Mexico: Low oil prices could constrain budget

Economic growth is set to fall well below potential in 2008 and 2009, before gradually recovering in 2010. The weak US economy and a fall in oil production will cut exports over the next several quarters, while the effects of the financial turmoil will depress domestic demand growth. Activity will recover through 2010 as global economic conditions improve. Inflation will return to near the target rate as commodity prices fall, activity slows and monetary tightening keeps expectations anchored, although the recent sharp depreciation of the peso will put upward pressure on prices.
Fiscal policy will be supportive in the near term, cushioning the shocks to demand. However, the balanced budget rule has resulted in spending too much of the oil windfall over the past years, and may now constrain fiscal policy if oil prices remain at lower levels. Gradual loosening of the monetary stance is justified unless the recent depreciation of the peso revives inflationary pressures. To boost longer term growth, reforms should focus on enhancing public spending efficiency, product and labour market flexibility, and competition.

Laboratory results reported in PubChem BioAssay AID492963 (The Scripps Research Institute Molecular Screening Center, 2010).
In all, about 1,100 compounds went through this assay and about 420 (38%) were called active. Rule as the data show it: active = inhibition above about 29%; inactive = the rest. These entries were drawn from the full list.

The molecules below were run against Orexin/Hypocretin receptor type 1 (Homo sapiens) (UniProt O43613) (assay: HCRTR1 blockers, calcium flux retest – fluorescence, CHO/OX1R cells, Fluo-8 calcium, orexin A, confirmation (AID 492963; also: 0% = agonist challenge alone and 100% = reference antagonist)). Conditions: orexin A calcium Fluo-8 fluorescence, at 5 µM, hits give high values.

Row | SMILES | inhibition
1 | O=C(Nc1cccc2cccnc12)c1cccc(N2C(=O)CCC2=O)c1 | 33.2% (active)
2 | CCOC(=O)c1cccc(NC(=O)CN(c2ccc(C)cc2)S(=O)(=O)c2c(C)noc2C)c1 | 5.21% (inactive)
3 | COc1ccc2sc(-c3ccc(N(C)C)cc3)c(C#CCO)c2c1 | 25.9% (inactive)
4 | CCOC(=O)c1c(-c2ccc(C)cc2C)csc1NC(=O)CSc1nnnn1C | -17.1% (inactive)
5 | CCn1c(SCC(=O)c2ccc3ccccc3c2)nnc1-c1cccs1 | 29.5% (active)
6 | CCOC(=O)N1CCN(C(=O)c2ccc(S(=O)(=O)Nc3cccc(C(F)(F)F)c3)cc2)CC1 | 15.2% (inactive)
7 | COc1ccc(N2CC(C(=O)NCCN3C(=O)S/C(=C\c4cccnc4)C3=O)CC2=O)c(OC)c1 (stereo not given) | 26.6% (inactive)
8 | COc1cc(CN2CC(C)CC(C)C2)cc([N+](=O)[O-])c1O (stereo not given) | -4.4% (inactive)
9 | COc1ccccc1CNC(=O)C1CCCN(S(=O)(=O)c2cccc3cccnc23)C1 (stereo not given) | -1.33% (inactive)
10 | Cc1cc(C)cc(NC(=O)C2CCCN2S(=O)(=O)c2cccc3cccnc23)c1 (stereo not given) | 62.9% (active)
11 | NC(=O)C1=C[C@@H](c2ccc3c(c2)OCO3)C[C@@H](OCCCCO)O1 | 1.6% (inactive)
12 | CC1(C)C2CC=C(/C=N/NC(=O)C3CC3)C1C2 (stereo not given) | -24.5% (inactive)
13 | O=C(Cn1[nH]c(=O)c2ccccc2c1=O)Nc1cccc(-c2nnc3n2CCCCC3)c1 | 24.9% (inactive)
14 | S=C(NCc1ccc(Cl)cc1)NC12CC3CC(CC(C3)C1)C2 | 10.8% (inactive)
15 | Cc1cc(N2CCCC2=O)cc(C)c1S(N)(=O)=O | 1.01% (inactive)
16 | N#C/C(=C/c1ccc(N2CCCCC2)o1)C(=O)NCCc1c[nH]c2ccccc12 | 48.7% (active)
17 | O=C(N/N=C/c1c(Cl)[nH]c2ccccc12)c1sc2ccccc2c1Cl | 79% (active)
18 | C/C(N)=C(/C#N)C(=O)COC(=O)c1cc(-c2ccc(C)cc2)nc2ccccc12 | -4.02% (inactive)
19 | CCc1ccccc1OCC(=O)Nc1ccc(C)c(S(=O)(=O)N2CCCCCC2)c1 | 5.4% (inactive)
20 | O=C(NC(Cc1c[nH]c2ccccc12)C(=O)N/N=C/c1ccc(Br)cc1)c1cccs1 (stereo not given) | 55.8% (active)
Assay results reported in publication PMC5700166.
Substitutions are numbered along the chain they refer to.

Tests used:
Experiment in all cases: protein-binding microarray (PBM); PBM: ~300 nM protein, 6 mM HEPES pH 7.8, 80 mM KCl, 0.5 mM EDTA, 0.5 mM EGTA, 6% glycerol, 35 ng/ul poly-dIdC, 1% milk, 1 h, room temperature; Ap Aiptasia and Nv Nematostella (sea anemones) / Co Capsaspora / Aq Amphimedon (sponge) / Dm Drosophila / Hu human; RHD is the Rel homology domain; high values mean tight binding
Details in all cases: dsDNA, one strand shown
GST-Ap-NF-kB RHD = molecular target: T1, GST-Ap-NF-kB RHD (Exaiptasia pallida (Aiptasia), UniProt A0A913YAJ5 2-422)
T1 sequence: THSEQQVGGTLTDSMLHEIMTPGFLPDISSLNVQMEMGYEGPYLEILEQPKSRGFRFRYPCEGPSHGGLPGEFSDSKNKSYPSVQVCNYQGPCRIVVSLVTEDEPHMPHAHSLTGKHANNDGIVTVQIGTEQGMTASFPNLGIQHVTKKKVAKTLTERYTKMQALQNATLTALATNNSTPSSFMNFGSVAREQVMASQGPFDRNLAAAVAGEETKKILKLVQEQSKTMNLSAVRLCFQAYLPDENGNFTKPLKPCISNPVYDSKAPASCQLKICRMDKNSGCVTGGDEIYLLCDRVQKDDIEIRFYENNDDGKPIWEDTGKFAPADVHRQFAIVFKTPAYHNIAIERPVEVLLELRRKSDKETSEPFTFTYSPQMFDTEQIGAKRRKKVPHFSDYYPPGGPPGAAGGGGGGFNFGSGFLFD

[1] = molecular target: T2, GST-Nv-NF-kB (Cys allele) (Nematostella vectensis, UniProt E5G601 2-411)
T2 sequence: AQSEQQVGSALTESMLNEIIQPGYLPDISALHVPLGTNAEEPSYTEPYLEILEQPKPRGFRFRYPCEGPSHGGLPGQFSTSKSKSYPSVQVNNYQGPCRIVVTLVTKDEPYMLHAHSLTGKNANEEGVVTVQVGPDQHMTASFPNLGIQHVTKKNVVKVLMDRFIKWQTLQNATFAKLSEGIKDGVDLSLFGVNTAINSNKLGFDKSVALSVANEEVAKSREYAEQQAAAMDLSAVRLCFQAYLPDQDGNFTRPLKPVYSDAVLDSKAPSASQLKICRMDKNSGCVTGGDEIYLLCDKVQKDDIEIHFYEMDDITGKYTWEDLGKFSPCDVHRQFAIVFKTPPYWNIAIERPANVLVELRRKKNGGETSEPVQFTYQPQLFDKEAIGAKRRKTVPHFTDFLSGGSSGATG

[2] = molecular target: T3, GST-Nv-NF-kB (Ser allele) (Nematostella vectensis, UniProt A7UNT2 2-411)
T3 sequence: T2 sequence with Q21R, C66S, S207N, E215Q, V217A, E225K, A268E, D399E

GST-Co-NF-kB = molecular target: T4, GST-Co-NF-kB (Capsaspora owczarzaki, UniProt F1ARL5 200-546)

Economic data

GDP growth: +0.2% Q4 2019
Consumer price inflation: 2.3% January 2020
Trade (G20): -0.1% exp, -1.3% imp, Q4 2019
Unemployment: 5.1% January 2020
Last update: 11 March 2020

OECD Observer Newsletter

Stay up-to-date with the latest news from the OECD by signing up for our e-newsletter :

Twitter feed

Digital Editions

Don't miss

Most Popular Articles

NOTE: All signed articles in the OECD Observer express the opinions of the authors
and do not necessarily represent the official views of OECD member countries.

All rights reserved. OECD 2020